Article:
What's Wrong with Lake Erie and How Can We Fix It

"Cleveland is blessed by always having a plentiful supply of water. The quality of water is the challenge for us." Jeffrey Reutter
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Jeffrey M. Reutter, Ph.D.

Special Advisor, Ohio Sea Grant College Program and Stone Laboratory, The Ohio State University

In the last several years, the Great Lakes have experienced destructive and toxic algae blooms. The National Oceanic and Atmospheric Administration has predicted that this year’s algae bloom in Lake Erie could rival that of 2011, the most severe bloom on record. Phosphorus from farm runoff combined with favorable weather and lake conditions are producing large and dangerous blooms. Researchers note that if land management practices and climate change trends continue, the lake is likely to see more blooms, putting fish, livestock, and humans at risk.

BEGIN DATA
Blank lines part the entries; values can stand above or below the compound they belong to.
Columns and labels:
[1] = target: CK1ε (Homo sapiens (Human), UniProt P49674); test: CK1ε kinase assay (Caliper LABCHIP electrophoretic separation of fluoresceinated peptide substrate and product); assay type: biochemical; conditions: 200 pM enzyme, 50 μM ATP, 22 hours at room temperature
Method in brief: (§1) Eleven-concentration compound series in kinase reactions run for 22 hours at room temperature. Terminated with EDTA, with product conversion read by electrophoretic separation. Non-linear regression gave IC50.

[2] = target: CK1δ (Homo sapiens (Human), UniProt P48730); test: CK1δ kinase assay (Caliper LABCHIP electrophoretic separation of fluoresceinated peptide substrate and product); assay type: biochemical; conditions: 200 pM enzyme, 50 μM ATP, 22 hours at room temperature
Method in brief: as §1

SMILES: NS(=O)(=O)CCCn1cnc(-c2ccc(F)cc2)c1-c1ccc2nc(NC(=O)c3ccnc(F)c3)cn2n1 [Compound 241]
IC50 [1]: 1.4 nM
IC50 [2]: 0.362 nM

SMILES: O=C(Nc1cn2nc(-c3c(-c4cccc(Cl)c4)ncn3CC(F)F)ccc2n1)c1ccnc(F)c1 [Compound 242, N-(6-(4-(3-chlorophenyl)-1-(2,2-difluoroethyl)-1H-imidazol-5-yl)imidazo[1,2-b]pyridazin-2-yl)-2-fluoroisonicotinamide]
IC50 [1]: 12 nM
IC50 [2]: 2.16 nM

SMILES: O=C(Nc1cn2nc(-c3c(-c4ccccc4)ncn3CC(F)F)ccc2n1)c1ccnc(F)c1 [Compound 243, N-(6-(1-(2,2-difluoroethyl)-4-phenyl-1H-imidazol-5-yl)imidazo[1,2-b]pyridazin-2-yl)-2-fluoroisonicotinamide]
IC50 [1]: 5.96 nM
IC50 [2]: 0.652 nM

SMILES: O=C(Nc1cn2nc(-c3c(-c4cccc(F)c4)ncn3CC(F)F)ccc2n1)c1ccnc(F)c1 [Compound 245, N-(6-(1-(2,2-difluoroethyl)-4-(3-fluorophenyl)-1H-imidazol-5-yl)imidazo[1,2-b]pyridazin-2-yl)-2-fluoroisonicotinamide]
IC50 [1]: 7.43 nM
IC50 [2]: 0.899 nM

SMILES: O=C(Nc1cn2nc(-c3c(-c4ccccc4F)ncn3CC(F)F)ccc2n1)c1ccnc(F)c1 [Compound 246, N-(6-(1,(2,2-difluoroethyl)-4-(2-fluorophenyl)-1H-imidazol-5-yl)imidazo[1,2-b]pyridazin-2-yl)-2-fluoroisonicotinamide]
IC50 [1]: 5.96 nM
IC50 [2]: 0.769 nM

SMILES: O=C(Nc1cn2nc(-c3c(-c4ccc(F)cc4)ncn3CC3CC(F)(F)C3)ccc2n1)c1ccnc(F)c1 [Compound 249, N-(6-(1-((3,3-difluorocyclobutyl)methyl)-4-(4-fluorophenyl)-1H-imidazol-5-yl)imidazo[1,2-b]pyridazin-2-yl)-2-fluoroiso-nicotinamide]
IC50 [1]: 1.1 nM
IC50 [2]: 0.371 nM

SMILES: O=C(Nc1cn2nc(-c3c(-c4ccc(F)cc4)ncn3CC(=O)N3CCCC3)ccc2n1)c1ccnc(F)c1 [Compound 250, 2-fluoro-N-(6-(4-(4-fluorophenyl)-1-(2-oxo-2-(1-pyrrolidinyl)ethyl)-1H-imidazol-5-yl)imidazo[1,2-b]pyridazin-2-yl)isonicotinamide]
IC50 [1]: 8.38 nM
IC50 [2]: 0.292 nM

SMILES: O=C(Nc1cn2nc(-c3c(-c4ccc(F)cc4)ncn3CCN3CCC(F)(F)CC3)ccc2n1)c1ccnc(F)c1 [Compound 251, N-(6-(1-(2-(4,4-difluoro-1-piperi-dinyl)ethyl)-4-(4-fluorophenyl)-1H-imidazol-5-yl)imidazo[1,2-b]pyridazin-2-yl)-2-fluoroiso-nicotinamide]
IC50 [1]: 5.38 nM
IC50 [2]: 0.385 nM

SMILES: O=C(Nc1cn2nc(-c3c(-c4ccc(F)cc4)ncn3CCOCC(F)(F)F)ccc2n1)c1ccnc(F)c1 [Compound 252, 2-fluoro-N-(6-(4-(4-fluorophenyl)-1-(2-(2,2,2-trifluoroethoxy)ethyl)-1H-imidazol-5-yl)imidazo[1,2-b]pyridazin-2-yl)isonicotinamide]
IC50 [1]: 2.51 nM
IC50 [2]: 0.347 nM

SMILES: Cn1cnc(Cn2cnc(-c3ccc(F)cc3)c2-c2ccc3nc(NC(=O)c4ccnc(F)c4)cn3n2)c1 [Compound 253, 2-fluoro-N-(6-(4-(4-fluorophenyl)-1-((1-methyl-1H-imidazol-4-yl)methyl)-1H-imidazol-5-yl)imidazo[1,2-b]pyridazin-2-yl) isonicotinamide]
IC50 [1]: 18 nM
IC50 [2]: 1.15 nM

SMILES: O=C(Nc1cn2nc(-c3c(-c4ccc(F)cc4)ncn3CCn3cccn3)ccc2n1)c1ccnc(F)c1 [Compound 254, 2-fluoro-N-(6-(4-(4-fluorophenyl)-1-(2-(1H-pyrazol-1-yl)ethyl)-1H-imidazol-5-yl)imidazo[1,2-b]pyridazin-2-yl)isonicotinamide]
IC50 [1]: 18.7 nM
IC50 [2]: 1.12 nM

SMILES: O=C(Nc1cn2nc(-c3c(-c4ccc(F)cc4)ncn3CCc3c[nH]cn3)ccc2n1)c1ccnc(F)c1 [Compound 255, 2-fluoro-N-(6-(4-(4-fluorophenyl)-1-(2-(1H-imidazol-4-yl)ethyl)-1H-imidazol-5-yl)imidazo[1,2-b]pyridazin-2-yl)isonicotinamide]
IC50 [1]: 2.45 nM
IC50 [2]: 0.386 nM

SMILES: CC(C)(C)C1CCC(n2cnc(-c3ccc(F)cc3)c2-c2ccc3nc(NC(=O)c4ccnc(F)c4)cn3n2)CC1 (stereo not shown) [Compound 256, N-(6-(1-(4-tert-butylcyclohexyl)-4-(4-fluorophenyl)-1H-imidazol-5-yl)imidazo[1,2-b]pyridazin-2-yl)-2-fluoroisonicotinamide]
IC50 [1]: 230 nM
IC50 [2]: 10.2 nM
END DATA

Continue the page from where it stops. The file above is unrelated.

As part of the Year of Clean Water series focused on elevating the value of water, join us for a conversation with Jeffrey M. Reutter, Ph.D., Special Advisor to the Ohio Sea Grant College Program and Stone Laboratory at The Ohio State University. He will discuss how Lake Erie works, its history of both degradation and rehabilitation, the current harmful algal blooms and dead zone, and what needs to happen to fix them.


Tickets: $20 members/$35 nonmembers

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